Scope, Granularity and Scale

We need to see both the details and the larger picture; people in business need software to help.

We need to see both the details and the larger picture; people in business need software to help.

Can you understand and solve a broad or large-scale problem with a high-level, low granularity view? Usually the answer is no.

That makes for some major challenges, as we have only a limited capacity to work with many items at the same time. Granular detail across a broad scope is very difficult to fathom. Fortunately, that is where technology such as models, algorithms, and software that includes those can come in handy.

First, let’s look at how we humans tend to view issues. Often we use less granular views as the scope increases, and more as we drill into a narrower area. However as the old saying goes, “The Devil is in the details.” Truer words were never spoken.

So what is the way forward? How can you effectively solve broad-scope, large-scale problems? By capturing all of the details needed, often in a smaller-scope view, and boiling that up into the broader scope.

Sounds easy – like reducing a liquid when you are cooking…

Yet it is not so easy to do in decision making.

The trick is to have all the detail available, but in a context where it’s become meaningful. This meaningful aggregate or meta-data can be a starting point for viewing the broad scope challenge, but to actually make sound decisions, the details nearly always come into play. Fortunately, we have technology that allows us to stay at the level of problem that is holistic and still base decisions on accurate and complete details.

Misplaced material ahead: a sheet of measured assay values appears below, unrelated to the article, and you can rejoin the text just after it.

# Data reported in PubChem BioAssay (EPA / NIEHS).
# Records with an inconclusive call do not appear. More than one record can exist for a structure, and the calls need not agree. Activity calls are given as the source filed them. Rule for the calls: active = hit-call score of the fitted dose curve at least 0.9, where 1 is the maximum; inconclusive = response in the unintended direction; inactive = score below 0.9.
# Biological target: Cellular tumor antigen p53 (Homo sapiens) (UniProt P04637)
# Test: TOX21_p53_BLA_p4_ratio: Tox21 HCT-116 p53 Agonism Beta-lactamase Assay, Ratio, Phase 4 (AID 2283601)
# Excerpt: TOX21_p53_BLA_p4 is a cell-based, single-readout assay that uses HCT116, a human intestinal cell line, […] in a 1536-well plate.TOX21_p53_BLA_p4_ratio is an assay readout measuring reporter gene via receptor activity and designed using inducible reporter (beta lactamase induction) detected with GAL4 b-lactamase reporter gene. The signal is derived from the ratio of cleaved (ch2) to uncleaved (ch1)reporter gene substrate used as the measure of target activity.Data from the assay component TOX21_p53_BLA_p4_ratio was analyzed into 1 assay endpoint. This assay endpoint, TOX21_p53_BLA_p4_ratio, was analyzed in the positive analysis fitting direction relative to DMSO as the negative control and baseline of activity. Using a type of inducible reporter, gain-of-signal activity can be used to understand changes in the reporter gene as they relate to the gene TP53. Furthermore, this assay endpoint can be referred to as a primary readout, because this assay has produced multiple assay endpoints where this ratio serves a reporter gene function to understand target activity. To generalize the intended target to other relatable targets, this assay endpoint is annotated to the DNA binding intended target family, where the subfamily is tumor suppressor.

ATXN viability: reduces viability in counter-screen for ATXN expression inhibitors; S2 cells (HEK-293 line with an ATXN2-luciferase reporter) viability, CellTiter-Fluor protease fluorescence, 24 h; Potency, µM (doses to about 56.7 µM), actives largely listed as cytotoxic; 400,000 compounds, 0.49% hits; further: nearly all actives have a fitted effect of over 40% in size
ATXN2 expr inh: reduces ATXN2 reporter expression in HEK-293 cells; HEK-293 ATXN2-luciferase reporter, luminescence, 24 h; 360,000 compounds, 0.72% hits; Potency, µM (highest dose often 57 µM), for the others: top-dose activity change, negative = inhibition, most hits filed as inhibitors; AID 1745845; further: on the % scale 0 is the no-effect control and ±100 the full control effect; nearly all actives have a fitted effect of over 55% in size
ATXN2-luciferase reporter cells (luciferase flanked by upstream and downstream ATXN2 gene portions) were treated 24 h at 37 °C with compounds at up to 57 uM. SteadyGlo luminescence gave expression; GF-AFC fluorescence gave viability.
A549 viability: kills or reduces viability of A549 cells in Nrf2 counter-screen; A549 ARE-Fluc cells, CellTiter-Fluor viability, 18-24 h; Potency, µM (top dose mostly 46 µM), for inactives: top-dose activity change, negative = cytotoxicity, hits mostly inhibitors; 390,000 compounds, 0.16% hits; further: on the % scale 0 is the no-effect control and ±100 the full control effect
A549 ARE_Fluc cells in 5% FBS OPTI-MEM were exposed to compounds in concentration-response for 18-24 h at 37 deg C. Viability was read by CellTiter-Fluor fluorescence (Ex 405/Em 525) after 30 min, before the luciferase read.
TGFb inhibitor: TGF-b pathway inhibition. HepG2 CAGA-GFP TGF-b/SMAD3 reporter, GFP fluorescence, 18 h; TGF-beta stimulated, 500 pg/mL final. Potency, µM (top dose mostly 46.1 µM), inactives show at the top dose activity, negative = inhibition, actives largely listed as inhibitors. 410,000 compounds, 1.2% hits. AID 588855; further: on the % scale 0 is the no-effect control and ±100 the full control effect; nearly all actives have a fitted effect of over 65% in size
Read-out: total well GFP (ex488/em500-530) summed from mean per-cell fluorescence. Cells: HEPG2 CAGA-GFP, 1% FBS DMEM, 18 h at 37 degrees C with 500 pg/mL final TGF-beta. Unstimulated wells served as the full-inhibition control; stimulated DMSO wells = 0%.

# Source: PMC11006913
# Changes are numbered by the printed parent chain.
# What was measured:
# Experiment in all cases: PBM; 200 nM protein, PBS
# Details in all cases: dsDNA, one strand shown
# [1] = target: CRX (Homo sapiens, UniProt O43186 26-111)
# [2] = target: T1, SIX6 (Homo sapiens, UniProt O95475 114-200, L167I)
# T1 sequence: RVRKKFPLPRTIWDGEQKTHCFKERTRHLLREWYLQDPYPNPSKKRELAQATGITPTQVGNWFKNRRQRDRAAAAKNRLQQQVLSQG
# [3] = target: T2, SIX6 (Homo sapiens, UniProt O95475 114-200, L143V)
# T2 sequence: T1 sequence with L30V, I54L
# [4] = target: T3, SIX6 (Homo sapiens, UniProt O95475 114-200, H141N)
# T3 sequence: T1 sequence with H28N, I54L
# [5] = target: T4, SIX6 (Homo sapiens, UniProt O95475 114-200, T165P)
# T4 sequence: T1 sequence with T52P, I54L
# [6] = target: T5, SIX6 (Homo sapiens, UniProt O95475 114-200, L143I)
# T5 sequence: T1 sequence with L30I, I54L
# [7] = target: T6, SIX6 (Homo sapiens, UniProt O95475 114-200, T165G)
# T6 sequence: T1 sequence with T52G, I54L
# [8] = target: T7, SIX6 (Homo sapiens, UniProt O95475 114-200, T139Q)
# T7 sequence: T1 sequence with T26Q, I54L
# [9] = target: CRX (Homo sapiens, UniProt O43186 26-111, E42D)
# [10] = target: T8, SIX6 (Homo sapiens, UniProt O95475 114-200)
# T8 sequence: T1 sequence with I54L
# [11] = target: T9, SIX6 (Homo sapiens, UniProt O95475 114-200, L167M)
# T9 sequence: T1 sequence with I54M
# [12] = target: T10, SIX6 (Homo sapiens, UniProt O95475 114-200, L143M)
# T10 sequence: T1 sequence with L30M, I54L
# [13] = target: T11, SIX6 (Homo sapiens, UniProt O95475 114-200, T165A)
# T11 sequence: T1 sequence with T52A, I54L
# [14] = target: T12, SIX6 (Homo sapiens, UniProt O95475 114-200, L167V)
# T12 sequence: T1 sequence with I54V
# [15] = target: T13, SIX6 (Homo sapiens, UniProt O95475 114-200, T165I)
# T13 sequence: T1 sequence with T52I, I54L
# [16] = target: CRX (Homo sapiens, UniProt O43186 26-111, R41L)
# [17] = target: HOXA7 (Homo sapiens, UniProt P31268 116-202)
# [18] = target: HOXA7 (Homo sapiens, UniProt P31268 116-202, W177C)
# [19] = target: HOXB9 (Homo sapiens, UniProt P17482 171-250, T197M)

Examples of software approaches to this:

  • complete digital twin models of products and processes during design – so that every element of something physical is modeled virtually before it becomes real (Dassault Systemes and Siemens PLM are strong in this)
  • algorithmic approaches to supply chain planning – based on the uncertainty and variability of demand and operations (GAINSystems, Llamasoft, ToolsGroup have some leading solutions)
  • multi-level models of operations as are available in modern global MES/MOM software that accommodate process, cell, plant, enterprise, and supply partners (Dassault DELMIA/Apriso, Siemens PLM Camstar)
  • big data analytics and discovery can be used in many ways, but the core is bringing diverse data together into a meaningful context, then conducting analysis to pinpoint sources of performance challenges, finding patterns, and conducting what-if scenarios are a powerful new frontier for manufacturing companies. A key concern in this arena is that the data be clean, normalized and comprehensive. (Siemens Cloud Omneo does all of that plus the analysis for product data; IBM SPSS, Microsoft, Qlik, SAS, and many others provide more general-purpose big data analysis)

As the world becomes more tightly connected and complex (think streams of data coming in from IoT everywhere), all of these types of solutions (large scope but based on fine detail) will become more critical.

People must have such tools to make good decisions. More and more decisions are large scope and scale, but must be based on finely granular data. We must look at both each grain of sand and the entire beach. The time for trade-offs is long past.

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